During World War II, Junior League members played a major role in the war effort by chairing hundreds of war-related organizations in virtually every city where Junior Leagues operate. Canadian and American League members served overseas. Oveta Culp Hobby, a Houston League member, led the Women’s Army Corps.

In 1943, the first Junior League cookbook, a compilation of handwritten recipes by the Junior League of Minneapolis, appeared and raised over $3,000 for the organization.

By the 1950’s, nearly 150 Junior Leagues were involved in remedial reading centers, diagnostic testing programs and programs for gifted as well as challenged children. Leagues collaborated in the development of educational television and were on the forefront of promoting quality programming for children. In 1952, the Mexico City League established the Comité Internacional Pro Ciegos—a comprehensive, international center for the blind.

By the end of the decade, Junior Leagues were involved in over 300 arts projects and multiple partnerships in many cities to establish children’s museums. The 1950’s also marked the growth of regional Junior League cookbooks as a key fundraising tool, spearheaded by the Charleston League who aggressively and successfully marketed its “Charleston Receipts” cookbooks to food editors and critics around the country.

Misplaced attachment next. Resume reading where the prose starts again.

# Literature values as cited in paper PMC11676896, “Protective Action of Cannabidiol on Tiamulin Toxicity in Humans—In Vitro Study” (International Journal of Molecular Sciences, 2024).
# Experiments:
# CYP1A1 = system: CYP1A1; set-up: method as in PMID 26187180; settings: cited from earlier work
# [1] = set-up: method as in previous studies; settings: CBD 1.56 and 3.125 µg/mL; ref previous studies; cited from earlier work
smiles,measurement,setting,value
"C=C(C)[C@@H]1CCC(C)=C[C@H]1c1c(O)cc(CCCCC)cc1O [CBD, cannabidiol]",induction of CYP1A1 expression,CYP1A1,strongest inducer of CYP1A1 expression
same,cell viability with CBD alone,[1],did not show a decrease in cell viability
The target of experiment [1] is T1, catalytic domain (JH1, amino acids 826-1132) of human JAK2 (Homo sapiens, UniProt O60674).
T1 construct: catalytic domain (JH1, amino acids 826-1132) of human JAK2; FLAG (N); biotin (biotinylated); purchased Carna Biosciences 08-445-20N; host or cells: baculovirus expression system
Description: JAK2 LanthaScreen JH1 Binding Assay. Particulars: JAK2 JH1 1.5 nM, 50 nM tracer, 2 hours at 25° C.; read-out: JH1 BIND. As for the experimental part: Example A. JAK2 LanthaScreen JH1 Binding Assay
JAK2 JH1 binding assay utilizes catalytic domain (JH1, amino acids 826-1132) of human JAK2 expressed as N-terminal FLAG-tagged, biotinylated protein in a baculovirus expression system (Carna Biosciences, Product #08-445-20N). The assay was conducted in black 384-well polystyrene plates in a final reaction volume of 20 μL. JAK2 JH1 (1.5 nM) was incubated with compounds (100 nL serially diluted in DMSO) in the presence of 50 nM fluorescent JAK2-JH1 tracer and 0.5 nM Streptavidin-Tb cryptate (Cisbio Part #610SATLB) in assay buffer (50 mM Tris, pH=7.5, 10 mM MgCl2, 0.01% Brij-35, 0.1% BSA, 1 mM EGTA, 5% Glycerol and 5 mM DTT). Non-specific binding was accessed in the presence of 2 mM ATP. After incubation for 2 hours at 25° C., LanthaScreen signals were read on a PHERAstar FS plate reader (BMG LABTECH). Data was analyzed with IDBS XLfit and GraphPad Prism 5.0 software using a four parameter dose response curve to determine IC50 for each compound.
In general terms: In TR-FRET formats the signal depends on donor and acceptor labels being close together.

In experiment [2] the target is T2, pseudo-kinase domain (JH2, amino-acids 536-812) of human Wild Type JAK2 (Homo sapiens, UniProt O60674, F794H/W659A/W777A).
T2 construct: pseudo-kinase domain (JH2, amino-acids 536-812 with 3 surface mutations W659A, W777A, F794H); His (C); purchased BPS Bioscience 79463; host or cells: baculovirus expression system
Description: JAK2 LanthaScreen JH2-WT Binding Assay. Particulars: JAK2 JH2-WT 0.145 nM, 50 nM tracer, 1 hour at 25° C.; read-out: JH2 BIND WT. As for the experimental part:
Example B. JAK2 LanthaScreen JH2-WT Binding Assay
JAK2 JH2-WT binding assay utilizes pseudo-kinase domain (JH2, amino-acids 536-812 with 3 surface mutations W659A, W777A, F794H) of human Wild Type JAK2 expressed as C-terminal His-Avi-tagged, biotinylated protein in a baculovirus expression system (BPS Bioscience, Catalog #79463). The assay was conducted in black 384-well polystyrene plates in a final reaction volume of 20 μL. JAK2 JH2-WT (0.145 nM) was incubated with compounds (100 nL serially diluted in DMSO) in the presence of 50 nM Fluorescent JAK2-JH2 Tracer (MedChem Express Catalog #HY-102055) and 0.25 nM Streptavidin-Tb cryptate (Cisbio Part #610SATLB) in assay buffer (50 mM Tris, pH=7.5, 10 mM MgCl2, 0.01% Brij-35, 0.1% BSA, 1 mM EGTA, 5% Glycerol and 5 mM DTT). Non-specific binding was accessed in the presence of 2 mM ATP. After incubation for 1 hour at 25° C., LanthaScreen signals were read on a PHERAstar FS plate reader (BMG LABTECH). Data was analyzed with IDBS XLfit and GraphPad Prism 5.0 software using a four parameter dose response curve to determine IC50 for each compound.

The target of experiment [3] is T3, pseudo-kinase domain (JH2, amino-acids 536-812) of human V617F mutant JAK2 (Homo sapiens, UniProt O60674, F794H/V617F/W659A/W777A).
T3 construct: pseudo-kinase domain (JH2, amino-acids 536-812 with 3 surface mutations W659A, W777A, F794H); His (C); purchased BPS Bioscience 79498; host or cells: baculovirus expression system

In this period of great turbulence and social change, Junior Leagues rose to meet many challenges. As the decade progressed, nearly half the Leagues had health and welfare projects, including alcohol programs, adoption services, clinics, convalescent care and hospital services, and many Junior Leagues began to add environmental issues to their agendas. The Junior League of Toledo produced the educational film, Fate of A River, a report on the devastating effects of water pollution. Leagues also established programs addressing the education, housing, social services and employment needs of urban residents.

Today, more than 200 Leagues are part of the Association which dedicates itself anew to building leadership skills and increasing membership diversity.

1970’s: AJLA Became AJLI
In 1971, the Association changed its name to the Association of Junior Leagues, Inc. (AJLI). Throughout the 1970’s, Leagues expanded their participation in public affairs issues, especially in the areas of child health and juvenile justice. In 1973, almost 200 Leagues worked with the National Commission on Crime and Delinquency and the U.S. Justice Department on a four-year program seeking to improve the criminal justice system. In Canada, the Canadian Federation was formed to promote public issues among the Canadian Leagues.